Thread of useful things


#1

I thought it was about time we started a thread where everyone who cared to could post useful tips and tricks and ideas. We’re not just talking purely technical matters and this isn’t just about any specific program: just little tutorials and whatevers that you’ve come across throughout your life as a digital artist. 2D, 3D, traditional… it doesn’t matter. Just have at it. Make sure you explain extensively so it’s easily understandable :slight_smile:


#2

That’s such a great idea Linda, good thinking! :applause:


#3

As quite a few people have asked me about brushes and the brush-settings in photoshop, I threw together a little tutorial for them.








(to be continued)


#4

(continued)






And here’s the brush as promised:
the test brush


#5

Thankee, sweetie :smiley:


#6

[b]Anatomy

[/b]one thing i’ve noticed in many human anatomy-related works is that people get the leg proportions distorted a lot. a general rule of thumb that i’ve learned is that the leg should be approximately twice the height of the torso (from the shoulder to the pelvis). the top and bottom halves of the leg are pretty much the same length.
i apologize for not having any diagrams to accompany this, since i’m at work right now. if anyone else is able, please feel free to illustrate my point and post it. :slight_smile:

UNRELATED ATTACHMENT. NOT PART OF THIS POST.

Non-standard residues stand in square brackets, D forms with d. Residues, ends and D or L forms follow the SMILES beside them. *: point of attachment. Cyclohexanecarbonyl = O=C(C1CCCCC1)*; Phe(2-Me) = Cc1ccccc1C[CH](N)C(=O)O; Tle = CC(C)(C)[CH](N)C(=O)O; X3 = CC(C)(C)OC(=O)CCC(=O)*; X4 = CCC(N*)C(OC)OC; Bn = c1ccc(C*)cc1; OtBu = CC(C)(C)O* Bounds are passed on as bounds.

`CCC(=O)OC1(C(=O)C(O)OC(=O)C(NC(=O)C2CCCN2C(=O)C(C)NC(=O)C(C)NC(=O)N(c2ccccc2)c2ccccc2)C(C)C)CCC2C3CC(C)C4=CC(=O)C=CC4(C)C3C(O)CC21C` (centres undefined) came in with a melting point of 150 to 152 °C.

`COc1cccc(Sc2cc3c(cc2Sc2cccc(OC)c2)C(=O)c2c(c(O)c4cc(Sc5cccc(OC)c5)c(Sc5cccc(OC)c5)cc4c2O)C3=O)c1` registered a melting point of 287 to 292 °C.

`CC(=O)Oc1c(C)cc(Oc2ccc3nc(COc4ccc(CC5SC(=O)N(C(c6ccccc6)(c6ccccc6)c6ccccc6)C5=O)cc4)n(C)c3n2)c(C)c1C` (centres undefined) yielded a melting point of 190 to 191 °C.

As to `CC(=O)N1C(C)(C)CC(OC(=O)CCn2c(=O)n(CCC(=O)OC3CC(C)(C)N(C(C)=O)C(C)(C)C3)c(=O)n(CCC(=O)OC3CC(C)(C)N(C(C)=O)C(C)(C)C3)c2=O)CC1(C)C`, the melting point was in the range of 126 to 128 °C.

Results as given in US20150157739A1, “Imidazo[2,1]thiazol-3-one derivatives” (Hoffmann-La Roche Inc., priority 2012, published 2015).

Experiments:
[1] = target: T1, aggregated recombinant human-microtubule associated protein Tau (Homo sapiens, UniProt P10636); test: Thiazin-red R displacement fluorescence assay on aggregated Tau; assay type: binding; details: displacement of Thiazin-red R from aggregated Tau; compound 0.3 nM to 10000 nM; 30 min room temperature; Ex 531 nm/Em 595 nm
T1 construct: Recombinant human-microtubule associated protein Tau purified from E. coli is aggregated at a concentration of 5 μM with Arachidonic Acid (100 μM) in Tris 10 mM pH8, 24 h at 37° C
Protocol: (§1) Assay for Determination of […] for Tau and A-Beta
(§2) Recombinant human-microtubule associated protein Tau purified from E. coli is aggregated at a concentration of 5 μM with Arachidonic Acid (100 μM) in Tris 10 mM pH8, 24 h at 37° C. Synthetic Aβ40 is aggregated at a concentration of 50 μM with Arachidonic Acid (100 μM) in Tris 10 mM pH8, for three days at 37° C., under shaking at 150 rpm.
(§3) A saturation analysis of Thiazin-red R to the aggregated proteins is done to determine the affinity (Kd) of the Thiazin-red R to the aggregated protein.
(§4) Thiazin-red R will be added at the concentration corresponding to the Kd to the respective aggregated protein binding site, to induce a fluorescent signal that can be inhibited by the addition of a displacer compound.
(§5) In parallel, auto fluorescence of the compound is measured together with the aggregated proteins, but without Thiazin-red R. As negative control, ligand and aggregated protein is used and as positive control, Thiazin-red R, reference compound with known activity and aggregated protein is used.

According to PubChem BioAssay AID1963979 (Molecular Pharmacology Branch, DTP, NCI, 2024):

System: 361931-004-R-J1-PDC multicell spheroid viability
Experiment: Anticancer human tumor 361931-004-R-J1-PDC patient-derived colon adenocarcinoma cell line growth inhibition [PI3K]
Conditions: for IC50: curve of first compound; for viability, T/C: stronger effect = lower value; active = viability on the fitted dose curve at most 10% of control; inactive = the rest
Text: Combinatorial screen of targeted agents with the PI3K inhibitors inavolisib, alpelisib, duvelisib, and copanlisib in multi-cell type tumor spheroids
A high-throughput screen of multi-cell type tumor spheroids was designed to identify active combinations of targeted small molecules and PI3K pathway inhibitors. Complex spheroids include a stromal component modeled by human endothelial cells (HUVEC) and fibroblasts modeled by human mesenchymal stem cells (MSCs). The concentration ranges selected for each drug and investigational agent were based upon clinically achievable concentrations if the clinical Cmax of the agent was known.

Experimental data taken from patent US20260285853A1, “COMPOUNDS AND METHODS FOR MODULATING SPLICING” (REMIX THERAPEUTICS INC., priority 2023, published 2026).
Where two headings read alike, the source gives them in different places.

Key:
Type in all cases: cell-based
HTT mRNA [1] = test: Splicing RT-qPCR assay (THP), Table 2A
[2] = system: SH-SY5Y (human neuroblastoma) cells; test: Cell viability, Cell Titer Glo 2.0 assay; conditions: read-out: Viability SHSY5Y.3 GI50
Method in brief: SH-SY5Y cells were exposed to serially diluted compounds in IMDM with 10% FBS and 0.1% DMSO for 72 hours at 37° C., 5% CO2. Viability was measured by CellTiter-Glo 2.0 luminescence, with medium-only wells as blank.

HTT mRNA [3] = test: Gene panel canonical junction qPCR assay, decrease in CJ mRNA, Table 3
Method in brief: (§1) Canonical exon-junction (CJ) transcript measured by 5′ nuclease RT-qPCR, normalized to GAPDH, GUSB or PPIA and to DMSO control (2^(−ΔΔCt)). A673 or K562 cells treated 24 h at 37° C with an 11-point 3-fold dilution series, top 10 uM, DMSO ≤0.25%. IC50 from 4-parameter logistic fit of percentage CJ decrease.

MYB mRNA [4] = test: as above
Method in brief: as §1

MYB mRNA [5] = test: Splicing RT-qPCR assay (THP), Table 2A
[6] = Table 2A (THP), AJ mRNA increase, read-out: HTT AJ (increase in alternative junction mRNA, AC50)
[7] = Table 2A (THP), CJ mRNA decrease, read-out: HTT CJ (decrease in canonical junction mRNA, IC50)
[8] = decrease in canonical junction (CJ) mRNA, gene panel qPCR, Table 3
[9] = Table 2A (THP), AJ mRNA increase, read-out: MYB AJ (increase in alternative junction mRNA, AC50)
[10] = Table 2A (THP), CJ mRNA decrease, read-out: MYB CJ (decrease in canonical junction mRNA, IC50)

#7

Wowee! That’s such a beautiful, in-depth tutorial. Thanks Linda :love:I wish I had some way of repaying you for it- anything you want from me, just ask! :smiley:


#8

When creating characters for 3d, you’ll be wanting to make themexactly like you drew them. When drawing them you should keep in mind that your eyes are always working with parallax. So you will need to clearly define dimensions in 2d space which should result in accuratetranslation back into 3d space. An easy way would be surely to take photo’s with an extremely lengthy zoom lens. But when drawing use rulers/lines to compare a side and fron view and do it as technically accurate as possible.:thumbsup: You will find this pain in the ass wll save you extreme confusion when modelling, which is obviously more timecosnuming. CHeerio.

Jan-Mark.

Nice idea Linda:deal:


#9

Often you’llfind fastly complex object which are so interesting that you’ll want to reproduce the in 3d. A basic phong or blinn shader won’t always help you here. But usually since thesse surfaces have on all there points one thing in common you can cheat the eye into thinking t sees the surface like it’s used to see it. The common aspect is all the stuff happening has to point away from the surface normal, not directly, but it cannot point into the surface in most cases. With this in mind you can use the software you have to take into account the angle of incidence of thelight striking the surface to let the shader behave differently. I think most apps will allow blending of several tests of these in several ways.